Against 4..Nf6 play 5. e5 and go into the mess after 5..d5 6. Bb5 Ne4 7. Nxd4. His coverage of all blacks options are quite good.

    Against 4..Bc5 he recommends 5. c3 when dxc runs into Bxf7.
    After 5..Nf6 6. cd Bb4+ 7. Bd2 he covers Nxe4 and 7..Bxd2+ 8. Nxd2. 8..Nxe4 and 8..d5! are covered, with 8..d5! recieving good coverage. A new move is introduced in this line also. I haven't played this line much but apparently 9. exd5 Nxd5 10. Qb3 Nce7 11. 0-0 0-0 12. Rfe1 c6 13. Ne4 Nb6 is a critical position, upon which they recommend 14. Nc5 (TN)

    They also give standard coverage of the Phillidor, Elephant and Latvian Gambits.

    Against the Petroff, 5. Nc3 Nxc3 6. dxc3, followed by Be3, Qd2, and 0-0-0 is recommended. A good choice, and a nice way to spice up the rather lame Petroff.

    1..e5 takes up I think around 132 pages of the book, so not too shabby at all!

    The Sicilian Grand Prix Attack chapter is interesting also. They advocate the 2. Nc3 move order and 5. Bb5 instead of the not so good 5. Bc4. Pretty standard, meeting 5..Nd4 with 6. 0-0! They show some very nice ideas on how to play if blacks screws around a bit, showing very typical Grand Prix ideas with Qe1-h4, f5, Bh6, and Ng5 ideas, even if it means sacrificing some pawns.

    The French chapter is long and impressive, their line being 3. Nc3 and 4. Bg5 against 3..Nf6, and 4. e5 c5 5. Bd2!? against the Winawer. I hadn't seen much of this variation before, but I really like it now that I see some typical lines. One line that caught my attention:

    1. e4 e6 2. d4 d5 3. Nc3 Bb4 4. e5 c5 5. Bd2 Ne76. Nb5 Bxd2+ 7. Qxd2 O-O 8. f4 a6 9. Nd6 cxd4 10. Nf3 Nbc6 11. Bd3 f6 12. O-O fxe5 13. fxe5 Rxf3 14. Rxf3 Nxe5 15. Qf4 Nxf3+ 16. gxf3 Nc6 17. Qf7+ Kh8 18.Kh1 g6 19. Bxg6 Qe7 20. Qf4 e5 21. Nf7+ Kg8 22. Bxh7+ Kf8 23. Nxe5+ Ke8 24.Bg6+ Kd8 25. Re1 Nxe5 26. Rxe5 Qd6 27. Qg5+ Kc7 28. Rxd5 Qf8 29. Qe5+ Kc6 30.Be4 Kb6 31. Qxd4+

    While obviously not forced, I like White's pieces at move 12 anyway.

    Against the Pirc, 4. Nf3 and 5. h3, a deceptively slow line where white can actually whip up some serious attacks with Be3, e5, e6, h4, Bd3, Ng5, etc...

    Fairly standard Center Counter and Alekhine stuff.

    Against the Caro Kann, 3. exd5 and 4. Bd3, with a strong (or so they say) improvement over the Dzindi - Karpov game played a while back.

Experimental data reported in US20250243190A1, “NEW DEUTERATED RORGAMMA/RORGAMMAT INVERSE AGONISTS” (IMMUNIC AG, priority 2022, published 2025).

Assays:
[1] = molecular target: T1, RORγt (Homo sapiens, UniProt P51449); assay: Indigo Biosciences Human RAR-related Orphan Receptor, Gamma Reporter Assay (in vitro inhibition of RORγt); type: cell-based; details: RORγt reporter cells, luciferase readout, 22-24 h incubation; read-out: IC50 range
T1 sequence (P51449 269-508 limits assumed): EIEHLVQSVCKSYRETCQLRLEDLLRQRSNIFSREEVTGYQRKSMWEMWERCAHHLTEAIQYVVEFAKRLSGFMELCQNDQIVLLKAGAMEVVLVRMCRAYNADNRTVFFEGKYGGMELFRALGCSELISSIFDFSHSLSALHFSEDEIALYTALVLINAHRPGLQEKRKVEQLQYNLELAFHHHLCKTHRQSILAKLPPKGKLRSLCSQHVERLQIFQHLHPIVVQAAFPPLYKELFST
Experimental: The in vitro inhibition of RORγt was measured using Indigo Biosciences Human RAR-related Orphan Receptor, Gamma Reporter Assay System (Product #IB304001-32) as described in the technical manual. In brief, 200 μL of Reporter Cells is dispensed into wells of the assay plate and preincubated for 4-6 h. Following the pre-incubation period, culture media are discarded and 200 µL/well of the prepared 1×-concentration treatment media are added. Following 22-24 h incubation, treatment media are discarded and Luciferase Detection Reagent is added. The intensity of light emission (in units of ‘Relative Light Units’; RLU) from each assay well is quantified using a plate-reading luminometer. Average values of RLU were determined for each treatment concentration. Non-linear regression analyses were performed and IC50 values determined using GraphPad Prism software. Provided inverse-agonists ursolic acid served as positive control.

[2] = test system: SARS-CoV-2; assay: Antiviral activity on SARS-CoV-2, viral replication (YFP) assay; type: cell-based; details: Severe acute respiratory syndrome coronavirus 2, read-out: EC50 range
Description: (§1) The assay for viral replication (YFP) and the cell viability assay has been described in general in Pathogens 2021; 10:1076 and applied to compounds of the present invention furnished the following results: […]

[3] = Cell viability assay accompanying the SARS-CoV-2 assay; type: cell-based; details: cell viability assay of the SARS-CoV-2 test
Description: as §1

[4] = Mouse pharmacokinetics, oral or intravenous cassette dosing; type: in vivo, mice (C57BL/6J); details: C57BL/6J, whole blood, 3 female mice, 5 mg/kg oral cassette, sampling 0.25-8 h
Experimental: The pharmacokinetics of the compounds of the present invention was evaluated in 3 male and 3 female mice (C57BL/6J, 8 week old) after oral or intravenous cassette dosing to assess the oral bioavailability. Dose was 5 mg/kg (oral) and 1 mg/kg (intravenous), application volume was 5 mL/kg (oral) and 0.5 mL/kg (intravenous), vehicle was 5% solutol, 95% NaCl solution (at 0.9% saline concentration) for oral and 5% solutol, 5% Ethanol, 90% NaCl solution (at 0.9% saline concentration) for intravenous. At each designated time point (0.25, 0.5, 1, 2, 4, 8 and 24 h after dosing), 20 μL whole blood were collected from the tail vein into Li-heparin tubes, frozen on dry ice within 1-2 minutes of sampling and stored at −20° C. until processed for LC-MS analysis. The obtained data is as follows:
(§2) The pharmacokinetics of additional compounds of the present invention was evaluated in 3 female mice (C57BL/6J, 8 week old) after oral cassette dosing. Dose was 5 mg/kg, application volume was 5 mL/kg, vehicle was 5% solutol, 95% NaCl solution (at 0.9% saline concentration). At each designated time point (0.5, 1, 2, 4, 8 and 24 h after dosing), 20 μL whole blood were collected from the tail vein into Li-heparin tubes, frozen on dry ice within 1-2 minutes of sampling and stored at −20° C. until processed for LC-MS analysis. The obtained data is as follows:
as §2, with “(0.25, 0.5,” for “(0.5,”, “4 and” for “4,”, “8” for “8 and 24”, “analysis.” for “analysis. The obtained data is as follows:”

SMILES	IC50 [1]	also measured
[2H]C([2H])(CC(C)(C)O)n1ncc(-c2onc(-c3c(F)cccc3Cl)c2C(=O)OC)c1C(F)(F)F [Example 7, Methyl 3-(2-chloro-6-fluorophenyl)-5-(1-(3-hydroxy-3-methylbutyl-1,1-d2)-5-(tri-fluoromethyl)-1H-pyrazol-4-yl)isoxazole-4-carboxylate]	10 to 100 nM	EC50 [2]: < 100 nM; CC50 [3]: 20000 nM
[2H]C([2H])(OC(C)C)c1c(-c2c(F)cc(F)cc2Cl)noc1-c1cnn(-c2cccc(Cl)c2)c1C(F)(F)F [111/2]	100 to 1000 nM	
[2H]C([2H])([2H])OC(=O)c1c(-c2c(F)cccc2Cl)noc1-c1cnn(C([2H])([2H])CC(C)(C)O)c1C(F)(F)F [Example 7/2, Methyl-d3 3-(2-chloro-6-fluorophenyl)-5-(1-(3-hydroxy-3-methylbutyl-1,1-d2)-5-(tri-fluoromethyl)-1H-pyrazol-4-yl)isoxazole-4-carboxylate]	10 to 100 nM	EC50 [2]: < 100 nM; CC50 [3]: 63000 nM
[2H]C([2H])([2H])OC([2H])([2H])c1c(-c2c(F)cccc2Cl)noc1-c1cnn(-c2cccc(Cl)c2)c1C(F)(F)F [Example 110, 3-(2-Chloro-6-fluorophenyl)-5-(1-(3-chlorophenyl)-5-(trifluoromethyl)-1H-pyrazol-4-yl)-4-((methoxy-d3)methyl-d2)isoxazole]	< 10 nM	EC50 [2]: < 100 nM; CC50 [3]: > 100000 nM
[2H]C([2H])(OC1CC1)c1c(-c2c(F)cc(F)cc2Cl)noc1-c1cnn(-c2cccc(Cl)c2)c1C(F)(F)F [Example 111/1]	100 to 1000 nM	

Overall, a really good book, with much more thorough coverage of some sharp lines than I thought. The Black had some really dull lines that I wasn't feeling, but it's sister book has some interesting stuff. Easily better than any other White repetoire book out there.
  8. 11 Jul '06 05:00
    im curiouse, by coverage do you mean annalysys of variations(such as a string of moves then +- or +=), or explanation of ideas. when i start studying openings more thoroghly ill probably be more interested in ideas so ill know what to do when the opening ends or my opponent makes an unbook move. is it good at explaining the plans ideas and tactics etc?
  9. Donation !~TONY~!
    1...c5!
    11 Jul '06 05:23
    It has a great mixture of both. There are lots of explanations of key positions and what both sides are trying to do, but there are also variations with assessments and such.
  10. 11 Jul '06 05:36
    ty, if it starts apearing in my local bookstores ill take a look.
  11. 11 Jul '06 05:49
    Originally posted by !~TONY~!
    So I got my copy today, and I have to say that I dig this book! Let's see, so much to say. First off his coverage of the Scotch Gambit is extremely thorough. His recommended lines go something as followed:

    1. e4 e5 2. Nf3 Nc6 3. d4 ed 4. Bc4

    Against 4..Nf6 play 5. e5 and go into the mess after 5..d5 6. Bb5 Ne4 7. Nxd4. His coverage of all blacks opti ...[text shortened]... k has some interesting stuff. Easily better than any other White repetoire book out there.
    I would change the move order a little.

    Try this: 1. e4 e5 2. d4! exd 3. Nf3 ... transpose. Why this? I've found black is sometimes scared to take on d4 and puts himself into a horrible position. Furthermore, you are more likely to get familiar positions. Out of 23 games, I've had exd occur 84% of the time, d6 11% of the time and others only 5% of the time. In general, I've just won more games this way. There may also be a psychological factor to this.

    "Against 4..Bc5 he recommends 5. c3 when dxc runs into Bxf7.
    After 5..Nf6 6. cd Bb4+"

    Here I would play e5 which is even more aggressive.